On Sunday a week ago, we decided to list our house in Stuart (not on MLS yet) and to move back to Lake Park for a while so that we can better manage my mother’s estate. On Friday, we made the decision that the best thing we could do for our family was for Karl to resign from his position so that he can manage the many projects that need to be completed.
Many will think we are nuts. And, they might be right!
We realize we are taking one of the top life stressors–death of a loved one–and adding two more to the mix–moving and change of employment. A triple header, for sure.
But we want and need change. We want to have less and do more. We want to downsize and free ourselves. That just can’t happen if we are both working full-time.
So, yes, we are scared. But we are doing it anyway.
We are stepping outside our comfort zone, and we know it will be challenging on many levels. It is going to require incredible emotional intimacy to successfully navigate the shifting dynamics of our relationship.
And, we will find our way through.
My mother’s transition has motivated us to make significant changes in our lives. We have a chance to do things differently.
Are we crazy? Or would it be crazier not to take the chance?
Only time will tell.
I will leave you with a story that came around as an email once, and it resonated with me. In the unending pursuit of MORE, what are we really getting?
The Mexican Fisherman
A boat docked in a tiny Mexican village. An American tourist complimented the Mexican fisherman on the quality of his fish and asked how long it took him to catch them.
“Not very long,” answered the Mexican.
“But then, why didn’t you stay out longer and catch more?” asked the American.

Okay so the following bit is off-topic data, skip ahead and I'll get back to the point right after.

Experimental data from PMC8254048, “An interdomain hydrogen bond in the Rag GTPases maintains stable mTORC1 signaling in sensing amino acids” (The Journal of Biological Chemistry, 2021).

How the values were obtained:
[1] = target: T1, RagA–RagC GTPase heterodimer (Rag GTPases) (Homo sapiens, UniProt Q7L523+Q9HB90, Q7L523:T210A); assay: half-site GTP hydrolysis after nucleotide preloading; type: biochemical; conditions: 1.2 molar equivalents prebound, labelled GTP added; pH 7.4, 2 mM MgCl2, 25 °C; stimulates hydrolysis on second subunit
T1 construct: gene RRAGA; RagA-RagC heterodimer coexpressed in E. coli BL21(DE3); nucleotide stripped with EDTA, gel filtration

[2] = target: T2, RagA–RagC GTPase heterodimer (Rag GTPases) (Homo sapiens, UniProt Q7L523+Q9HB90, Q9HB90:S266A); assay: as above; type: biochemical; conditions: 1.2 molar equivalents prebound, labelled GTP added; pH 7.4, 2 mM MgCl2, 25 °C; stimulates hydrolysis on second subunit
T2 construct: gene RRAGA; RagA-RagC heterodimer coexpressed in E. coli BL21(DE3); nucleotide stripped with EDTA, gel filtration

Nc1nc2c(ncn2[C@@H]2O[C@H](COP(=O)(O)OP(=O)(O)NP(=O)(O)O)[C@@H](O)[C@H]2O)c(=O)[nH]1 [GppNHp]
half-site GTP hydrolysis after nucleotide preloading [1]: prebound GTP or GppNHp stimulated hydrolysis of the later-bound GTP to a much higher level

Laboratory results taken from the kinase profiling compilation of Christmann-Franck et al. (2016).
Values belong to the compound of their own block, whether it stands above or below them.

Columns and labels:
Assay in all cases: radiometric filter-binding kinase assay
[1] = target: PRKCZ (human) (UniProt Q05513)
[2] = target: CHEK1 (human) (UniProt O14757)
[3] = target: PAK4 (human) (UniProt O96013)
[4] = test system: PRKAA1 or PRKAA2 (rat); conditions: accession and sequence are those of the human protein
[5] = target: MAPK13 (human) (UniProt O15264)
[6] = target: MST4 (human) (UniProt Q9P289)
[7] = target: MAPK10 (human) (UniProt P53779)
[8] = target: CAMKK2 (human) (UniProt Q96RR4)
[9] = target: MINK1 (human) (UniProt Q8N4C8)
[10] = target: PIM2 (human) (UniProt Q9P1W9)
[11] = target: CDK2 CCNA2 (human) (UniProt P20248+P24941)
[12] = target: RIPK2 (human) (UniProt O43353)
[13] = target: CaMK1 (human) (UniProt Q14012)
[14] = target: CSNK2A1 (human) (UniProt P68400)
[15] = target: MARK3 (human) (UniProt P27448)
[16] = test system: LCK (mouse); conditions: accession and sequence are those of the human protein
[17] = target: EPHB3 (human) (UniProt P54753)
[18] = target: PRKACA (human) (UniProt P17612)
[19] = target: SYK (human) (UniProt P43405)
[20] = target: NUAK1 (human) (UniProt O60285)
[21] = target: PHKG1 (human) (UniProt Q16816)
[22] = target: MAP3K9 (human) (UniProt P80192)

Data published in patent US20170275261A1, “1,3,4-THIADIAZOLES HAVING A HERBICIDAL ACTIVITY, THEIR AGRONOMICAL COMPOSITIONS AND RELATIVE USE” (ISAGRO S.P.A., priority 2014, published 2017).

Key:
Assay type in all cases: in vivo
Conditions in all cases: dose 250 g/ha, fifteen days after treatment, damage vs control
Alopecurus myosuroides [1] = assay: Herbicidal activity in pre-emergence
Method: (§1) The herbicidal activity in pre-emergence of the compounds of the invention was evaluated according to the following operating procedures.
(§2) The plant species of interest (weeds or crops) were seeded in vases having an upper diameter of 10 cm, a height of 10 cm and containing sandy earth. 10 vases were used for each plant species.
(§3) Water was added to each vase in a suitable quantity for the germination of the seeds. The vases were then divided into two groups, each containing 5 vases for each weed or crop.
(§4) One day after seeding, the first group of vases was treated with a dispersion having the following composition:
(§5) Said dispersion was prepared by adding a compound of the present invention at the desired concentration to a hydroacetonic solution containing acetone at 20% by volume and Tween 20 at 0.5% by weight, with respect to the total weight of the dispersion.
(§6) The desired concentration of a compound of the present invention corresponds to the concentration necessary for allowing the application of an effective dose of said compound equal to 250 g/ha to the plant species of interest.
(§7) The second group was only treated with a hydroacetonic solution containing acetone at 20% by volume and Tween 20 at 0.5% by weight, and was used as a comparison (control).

The Mexican explained that his small catch was sufficient to meet his needs and those of his family.
The American asked, “But what do you do with the rest of your time?”
“I sleep late, fish a little, play with my children, and take a siesta with my wife. In the evenings, I go into the village to see my friends, have a few drinks, play the guitar, and sing a few songs…I have a full life.”
The American interrupted, “I have an MBA from Harvard and I can help you!
“You should start by fishing longer every day. You can then sell the extra fish you catch. With the extra revenue, you can buy a bigger boat. With the extra money the larger boat will bring, you can buy a second one and a third one and so on until you have an entire fleet of trawlers.
“Instead of selling your fish to a middleman, you can negotiate directly with the processing plants and maybe even open your own plant. You can then leave this little village and move to Mexico City, Los Angeles, or even New York City! From there you can direct your huge enterprise.”
“How long would that take?” asked the Mexican.
“Twenty, perhaps twenty-five years,” replied the American.
“And after that?”
“Afterwards? That’s when it gets really interesting,” answered the American, laughing. “When your business gets really big, you can start selling stocks and make millions!”
“Millions? Really? And after that?”
“After that you’ll be able to retire, live in a tiny village near the coast, sleep late, play with your children, catch a few fish, take a siesta, and spend your evenings drinking and enjoying your friends!”